Students of business history know to take car companies seriously. The era of scale economies was ushered in by a car company - Ford - on its innovative assembly line. While economies of scope were unleashed by another - Toyota - with its equally innovative total production system. So, has Lotus - a British sports and racing car company - just signalled the rise of the the next great step in the evolution of business?
The high-end car market is fierce and Lotus’ new CEO can only afford to innovate frugally - improve without investing. He asks ‘for all three existing car models to be broken down into their parts and laid out on tables and asks all 900 company employees to tag the parts using a traffic-light system: keep, renegotiate supply/redesign, or discard. This ensured everyone understood why these changes were being proposed and resulted in weight savings of 10% and £3,000 from the components bill. It also led to the overall quality of the cars being improved’ (1) and this was all achieved without an expensive re-design of the cars themselves.
Why does this have the potential to signal a radical new breakthrough in business?
Speed and flexibility drive competitive advantage in rapidly changing and unpredictable markets. Resource intensive major projects with long lead times and even longer pay backs are increasingly harder to justify. But this doesn’t mean organisations need to go into defensive mode, just protecting what they have by cutting costs further. It simply means business leaders should adapt better and, helpfully, Lotus has shown the way in three simple steps:
1. Work with finely-grained objects - like the Lotus CEO, break things down to the lowest practical level of action. Rather than re-design the whole car he looked to question the right of each component to be there in its current state. However, if you’re in a service organisation DON’T confuse people for car parts (people are more complex than component parts!). Instead the unit of analysis should be narratives (the micro-stories) that spread like wildfire around your organisation, shaping how people act. Become aware of them and adopt pragmatic steps to get more of the ones you want and less of those you don’t want
2. Leverage distributed cognition - Getting everyone involved not only helps create buy in but more importantly taps into one of the most important maxims of the new business paradigm: answers are already known, but just very widely distributed. Your challenge is to bring those knowledge-rich perspectives online - seeing what’s really happening through the eyes of those who know this best: customers, employees, suppliers etc. Again, capturing the narratives people share and exploring them with tools such as SenseMaker® lets you do this quickly in real-time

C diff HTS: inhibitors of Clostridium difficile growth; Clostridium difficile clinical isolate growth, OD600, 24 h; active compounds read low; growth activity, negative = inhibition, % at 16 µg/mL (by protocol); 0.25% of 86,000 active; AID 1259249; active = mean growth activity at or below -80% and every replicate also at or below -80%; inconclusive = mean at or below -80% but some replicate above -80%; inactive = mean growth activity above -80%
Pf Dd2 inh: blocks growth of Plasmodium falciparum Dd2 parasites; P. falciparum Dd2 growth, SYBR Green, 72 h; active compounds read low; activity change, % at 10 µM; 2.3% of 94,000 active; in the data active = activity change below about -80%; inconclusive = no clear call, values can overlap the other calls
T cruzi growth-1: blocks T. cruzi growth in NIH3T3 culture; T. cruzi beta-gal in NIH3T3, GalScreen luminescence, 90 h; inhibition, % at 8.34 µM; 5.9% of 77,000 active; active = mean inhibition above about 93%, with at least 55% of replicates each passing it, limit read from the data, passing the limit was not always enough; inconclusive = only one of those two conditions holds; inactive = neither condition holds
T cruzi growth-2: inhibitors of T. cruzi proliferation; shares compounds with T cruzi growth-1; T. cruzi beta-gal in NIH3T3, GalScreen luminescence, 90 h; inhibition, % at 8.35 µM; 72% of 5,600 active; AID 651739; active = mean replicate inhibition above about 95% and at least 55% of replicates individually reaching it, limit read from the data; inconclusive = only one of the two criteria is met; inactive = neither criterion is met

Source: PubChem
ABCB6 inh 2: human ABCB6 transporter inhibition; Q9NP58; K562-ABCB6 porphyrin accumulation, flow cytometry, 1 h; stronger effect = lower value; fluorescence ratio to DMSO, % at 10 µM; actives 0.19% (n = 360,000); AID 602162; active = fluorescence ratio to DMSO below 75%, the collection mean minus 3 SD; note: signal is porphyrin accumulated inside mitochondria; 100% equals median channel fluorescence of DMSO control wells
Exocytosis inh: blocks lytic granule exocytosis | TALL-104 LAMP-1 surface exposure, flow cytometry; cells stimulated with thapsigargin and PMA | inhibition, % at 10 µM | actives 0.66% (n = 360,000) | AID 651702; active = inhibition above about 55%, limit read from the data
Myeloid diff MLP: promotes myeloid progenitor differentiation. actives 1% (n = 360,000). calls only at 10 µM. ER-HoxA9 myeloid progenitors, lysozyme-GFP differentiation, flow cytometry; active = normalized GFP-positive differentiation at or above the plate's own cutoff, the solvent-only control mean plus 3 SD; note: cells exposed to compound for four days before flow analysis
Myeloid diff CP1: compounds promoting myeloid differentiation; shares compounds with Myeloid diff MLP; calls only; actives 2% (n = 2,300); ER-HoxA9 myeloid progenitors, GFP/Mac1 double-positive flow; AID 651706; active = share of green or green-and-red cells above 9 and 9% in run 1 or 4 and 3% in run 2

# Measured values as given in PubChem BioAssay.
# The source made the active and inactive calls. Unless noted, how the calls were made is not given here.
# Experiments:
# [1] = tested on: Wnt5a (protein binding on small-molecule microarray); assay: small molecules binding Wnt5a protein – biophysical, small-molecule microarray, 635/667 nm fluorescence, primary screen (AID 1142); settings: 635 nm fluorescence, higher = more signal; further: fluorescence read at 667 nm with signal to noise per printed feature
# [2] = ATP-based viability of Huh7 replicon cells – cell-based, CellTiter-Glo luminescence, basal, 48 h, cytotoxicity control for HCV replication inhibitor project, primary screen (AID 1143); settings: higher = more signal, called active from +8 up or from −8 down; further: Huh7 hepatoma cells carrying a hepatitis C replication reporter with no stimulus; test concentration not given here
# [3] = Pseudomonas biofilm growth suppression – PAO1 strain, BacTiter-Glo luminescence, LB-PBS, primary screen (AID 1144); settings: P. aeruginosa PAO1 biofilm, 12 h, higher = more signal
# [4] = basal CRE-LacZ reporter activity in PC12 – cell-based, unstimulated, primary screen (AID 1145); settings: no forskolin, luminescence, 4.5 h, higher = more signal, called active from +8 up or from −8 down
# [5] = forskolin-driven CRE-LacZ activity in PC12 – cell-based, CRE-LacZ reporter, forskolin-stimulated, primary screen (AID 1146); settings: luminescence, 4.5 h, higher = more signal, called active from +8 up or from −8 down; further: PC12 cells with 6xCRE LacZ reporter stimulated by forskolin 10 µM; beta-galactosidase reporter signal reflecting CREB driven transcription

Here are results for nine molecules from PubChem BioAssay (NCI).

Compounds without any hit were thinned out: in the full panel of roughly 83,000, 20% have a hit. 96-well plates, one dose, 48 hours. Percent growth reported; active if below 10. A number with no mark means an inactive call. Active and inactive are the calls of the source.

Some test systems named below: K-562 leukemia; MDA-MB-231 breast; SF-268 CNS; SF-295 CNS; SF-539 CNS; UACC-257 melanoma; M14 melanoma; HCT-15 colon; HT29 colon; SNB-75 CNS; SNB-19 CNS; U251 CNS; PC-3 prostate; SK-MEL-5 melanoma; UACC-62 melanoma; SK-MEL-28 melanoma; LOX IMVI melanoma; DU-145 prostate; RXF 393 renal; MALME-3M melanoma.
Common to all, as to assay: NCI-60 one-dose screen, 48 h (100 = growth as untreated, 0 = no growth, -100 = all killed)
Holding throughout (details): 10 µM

3. Ensure disintermediation - finally, and most importantly for business leaders, you must get your hands dirty. As Rumelt states in his excellent book ‘Good Strategy/Bad Strategy’ “Leaders who stay ‘above the details’ may do well in stable times, but riding a wave of change requires an intimate feel for its origins and dynamics.” Don’t let middle-men - internal middle-managers or external ‘experts’ - get in the way of seeing things with your own eyes as this is the only way you can effectively match what is possible (to do) with what is (really) needed.
The next stage in the evolution of business is here and it’s frugal. The barriers to entry are no longer capital-based ones but knowledge-based. Are you on board?
#TheNewSimplicity #SmarterOrganisations #SenseMaker
(1) This story was covered in the UK Sunday Times February 2015 http://www.thesundaytimes.co.uk/sto/business/Industry/article1516483.ece though I came across this in the excellent 'Cynefin Mini-Book' p6 http://www.infoq.com/minibooks/cynefin-mini-book
… the simple answer appears to be that too few Russians understand what the word charlatan means.
For example, I received an invitation recently from a respected business association in Russia (one I’ve done work with) to attend a seminar with “one of the world’s currently most famous gurus in developing business.”
Never having heard of this particular guru - whose focus is unsurprisingly on anti-crisis measures - I looked him up on Wikipedia. His page is the picture above and in summary reads: page deleted due to ‘unambiguous advertising or promotion’ and ‘no references to support claims of notability’.
While I have no idea if the above ‘guru’ is a charlatan or not it does shows how easily Russia buys the snake oil salesman’s pitch every time. Simply put, business leaders here (or those that promote or attend such seminars) are particularly susceptible to the ‘myth of the silver bullet’ - the one right answer that will solve all their complex problems in one easy step.